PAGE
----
A friend of mine sent this to me today and it brought back a lot of memories...it struck me that it might possibly jog your memory too. ....our younger daughter, Ann, was born August 31, 1950. Grandmother Goodwin (your Aunt Lizzie) was coming to help Gloria and we were all looking forward to that very much; but, as you know, Grandmother had a stroke and died that summer. For quite awhile before she was planning to come she saved flour sacks and made baby clothes for the child to come and from time to time she would send us these beautifully hand sewn garments. They are priceless now and Ann treasures them, as you can well imagine.
Love you guys. Keep in touch,
The Flour Sack
By Colleen B. Hubert
In that long-ago time when things were saved;
When roads were graveled and barrels were staved;
When worn-out clothing was used as rags;
And there were no plastic wraps or bags;
And the well and the pump were way out back;
A versatile item was the flour sack.
Pillsbury's Best, Mother's and Gold Medal, too,
Stamped their names proudly in purple and blue.
The string sewn on top was pulled and kept;
The flour emptied and spills were swept.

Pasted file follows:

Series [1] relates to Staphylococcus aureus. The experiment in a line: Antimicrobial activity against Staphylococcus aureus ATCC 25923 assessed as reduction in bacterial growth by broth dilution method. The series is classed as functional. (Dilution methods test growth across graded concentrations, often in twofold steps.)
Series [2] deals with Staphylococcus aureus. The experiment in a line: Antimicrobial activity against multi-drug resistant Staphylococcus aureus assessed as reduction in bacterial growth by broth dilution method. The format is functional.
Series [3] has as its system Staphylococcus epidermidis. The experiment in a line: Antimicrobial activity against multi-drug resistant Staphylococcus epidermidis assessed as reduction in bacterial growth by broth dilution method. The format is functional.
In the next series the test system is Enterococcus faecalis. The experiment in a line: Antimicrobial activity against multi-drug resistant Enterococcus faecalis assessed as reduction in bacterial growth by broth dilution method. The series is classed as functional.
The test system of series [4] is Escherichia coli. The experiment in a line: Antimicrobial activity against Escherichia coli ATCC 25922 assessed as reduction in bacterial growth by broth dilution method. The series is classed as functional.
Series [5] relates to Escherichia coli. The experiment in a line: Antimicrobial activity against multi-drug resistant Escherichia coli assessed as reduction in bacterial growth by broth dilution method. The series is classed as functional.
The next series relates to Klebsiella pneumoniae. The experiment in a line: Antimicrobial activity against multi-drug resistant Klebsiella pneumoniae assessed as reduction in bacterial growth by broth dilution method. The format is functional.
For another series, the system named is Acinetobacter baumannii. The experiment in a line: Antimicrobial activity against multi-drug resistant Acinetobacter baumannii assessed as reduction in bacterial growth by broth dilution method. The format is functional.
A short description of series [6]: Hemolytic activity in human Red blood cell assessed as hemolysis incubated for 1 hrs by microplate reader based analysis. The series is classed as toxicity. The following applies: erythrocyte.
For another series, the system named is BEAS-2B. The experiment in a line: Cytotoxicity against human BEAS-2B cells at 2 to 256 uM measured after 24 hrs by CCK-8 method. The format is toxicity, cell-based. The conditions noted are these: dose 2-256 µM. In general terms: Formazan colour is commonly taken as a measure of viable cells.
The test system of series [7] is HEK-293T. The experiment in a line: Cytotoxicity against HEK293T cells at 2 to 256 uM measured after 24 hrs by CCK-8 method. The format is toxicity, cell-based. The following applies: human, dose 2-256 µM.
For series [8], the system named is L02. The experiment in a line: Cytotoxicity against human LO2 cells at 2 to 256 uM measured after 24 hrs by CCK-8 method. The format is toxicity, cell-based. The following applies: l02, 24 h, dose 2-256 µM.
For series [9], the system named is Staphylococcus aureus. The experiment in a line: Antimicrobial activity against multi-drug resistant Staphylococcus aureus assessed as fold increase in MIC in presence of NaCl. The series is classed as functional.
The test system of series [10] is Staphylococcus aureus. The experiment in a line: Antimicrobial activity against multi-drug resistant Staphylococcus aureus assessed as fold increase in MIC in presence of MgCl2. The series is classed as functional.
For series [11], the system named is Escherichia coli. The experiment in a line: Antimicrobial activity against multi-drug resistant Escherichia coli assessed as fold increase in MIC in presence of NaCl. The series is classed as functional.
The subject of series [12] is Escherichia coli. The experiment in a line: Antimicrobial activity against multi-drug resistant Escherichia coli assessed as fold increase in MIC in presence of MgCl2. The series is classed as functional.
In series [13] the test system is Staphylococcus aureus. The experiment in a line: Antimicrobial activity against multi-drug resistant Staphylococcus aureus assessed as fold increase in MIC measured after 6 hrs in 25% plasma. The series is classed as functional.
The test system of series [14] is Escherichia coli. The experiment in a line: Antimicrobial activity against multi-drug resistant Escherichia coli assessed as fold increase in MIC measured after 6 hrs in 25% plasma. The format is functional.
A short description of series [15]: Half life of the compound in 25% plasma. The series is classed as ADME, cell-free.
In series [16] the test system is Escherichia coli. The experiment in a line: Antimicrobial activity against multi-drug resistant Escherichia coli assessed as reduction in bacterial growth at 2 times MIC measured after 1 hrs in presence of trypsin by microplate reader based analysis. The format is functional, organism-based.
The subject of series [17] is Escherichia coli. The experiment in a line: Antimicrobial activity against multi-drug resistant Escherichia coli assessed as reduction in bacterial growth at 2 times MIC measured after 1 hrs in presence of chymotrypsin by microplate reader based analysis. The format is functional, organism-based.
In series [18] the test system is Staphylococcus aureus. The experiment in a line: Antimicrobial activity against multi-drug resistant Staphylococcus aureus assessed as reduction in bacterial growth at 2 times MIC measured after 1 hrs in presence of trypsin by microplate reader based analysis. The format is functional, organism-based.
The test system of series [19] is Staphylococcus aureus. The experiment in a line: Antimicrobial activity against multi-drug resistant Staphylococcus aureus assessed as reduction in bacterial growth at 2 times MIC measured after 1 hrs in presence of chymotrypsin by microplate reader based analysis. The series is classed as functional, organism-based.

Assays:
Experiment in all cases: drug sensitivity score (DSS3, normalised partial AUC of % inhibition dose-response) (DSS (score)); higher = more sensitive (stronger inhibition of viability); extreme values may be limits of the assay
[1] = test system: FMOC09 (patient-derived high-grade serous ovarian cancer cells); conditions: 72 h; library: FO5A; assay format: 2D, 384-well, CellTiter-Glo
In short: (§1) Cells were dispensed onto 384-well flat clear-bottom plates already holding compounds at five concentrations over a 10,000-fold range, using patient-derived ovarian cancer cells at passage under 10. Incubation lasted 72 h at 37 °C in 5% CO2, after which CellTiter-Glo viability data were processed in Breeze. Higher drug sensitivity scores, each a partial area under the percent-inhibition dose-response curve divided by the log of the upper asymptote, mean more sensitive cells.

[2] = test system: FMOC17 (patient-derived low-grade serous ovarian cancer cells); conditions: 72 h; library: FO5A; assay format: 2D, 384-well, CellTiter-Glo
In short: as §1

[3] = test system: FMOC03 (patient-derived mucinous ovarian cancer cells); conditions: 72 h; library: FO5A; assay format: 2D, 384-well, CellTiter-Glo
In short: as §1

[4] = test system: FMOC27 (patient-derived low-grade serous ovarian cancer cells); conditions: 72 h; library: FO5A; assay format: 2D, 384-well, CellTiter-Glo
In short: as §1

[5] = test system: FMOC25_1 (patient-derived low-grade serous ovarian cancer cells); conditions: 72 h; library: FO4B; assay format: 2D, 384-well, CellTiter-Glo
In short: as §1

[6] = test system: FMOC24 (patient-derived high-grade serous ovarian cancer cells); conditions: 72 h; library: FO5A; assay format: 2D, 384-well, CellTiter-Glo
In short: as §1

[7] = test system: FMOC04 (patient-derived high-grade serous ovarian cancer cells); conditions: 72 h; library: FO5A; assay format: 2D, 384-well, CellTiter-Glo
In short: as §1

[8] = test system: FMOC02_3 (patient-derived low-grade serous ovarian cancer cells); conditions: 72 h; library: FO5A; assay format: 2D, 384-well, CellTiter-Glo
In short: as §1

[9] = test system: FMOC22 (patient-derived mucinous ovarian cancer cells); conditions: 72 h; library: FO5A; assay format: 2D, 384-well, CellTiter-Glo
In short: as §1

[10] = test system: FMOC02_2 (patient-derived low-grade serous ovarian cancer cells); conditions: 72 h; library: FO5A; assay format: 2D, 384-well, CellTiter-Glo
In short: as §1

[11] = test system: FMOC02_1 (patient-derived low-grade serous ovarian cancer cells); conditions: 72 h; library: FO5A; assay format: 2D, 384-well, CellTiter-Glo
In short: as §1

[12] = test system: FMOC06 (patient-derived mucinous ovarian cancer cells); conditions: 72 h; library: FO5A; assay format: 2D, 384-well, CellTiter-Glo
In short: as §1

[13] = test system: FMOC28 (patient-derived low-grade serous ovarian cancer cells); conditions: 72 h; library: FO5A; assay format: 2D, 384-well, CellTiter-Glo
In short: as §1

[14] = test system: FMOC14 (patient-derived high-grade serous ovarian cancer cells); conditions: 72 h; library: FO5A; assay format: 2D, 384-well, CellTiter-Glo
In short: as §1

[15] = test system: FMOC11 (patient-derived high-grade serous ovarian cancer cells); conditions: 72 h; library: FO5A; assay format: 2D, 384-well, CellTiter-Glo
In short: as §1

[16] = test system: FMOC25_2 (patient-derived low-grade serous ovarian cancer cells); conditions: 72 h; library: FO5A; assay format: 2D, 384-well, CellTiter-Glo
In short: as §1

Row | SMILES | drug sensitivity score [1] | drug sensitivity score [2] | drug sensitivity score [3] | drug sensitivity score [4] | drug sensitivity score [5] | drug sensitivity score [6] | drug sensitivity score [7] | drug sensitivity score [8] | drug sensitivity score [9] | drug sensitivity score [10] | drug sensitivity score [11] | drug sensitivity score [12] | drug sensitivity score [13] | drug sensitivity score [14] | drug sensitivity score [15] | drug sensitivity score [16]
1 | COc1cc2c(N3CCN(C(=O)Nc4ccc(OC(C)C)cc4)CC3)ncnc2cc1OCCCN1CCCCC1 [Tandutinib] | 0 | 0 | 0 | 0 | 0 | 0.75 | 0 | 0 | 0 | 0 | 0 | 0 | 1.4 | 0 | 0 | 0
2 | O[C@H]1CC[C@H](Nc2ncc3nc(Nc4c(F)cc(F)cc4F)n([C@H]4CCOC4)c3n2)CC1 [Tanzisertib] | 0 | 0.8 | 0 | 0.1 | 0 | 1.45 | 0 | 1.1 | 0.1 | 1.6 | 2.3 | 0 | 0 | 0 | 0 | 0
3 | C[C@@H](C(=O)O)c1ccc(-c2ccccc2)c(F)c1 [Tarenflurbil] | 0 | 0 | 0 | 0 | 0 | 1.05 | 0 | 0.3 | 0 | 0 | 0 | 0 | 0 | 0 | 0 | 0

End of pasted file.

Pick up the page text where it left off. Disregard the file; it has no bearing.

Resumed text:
The bag was folded and stored in a sack --
That durable, practical flour sack.
The sack could be filled with feather and down
For a pillow, or t'would make a sleeping gown.
It could carry a book and be a school bag,
Or become a mail sack slung over a nag.
It made a very convenient pack;
That adaptable cotton flour sack.
Bleached and sewn, it was dutifully worn
As bibs, diapers, or kerchief adorned.
It was made into skirts, blouses and slips,
And Mom braided rugs from one hundred strips.
She made ruffled curtains for the house or shack
From that humble but treasured flour sack!
As a strainer for milk or apple juice;
To wave men in was a very good use;
As a sling for a sprained wrist or a break;
To help Mother roll up a jelly cake;
As a window shade or to stuff a crack,
We used a sturdy, common flour sack!
As dish towels, embroidered or not,
They covered up dough, helped pass pans so hot,
Tied up dishes for neighbors in need;
And for men out in the field to seed.
They dried dishes from pan, not rack --
That absorbent, handy flour sack!
We polished and cleaned stove and table;
Scoured and scrubbed from cellar to gable.
We dusted the bureau and oak bedpost;
Made costumes for October (a scary ghost)
From that lowly, useful old flour sack!
So now, my friends, when they ask you,
As curious youngsters often do,
"Before plastic wrap, Elmer's glue
And paper towels, what did you do?"
Tell them loudly and with pride don't lack,
"Grandmother had that wonderful flour sack!"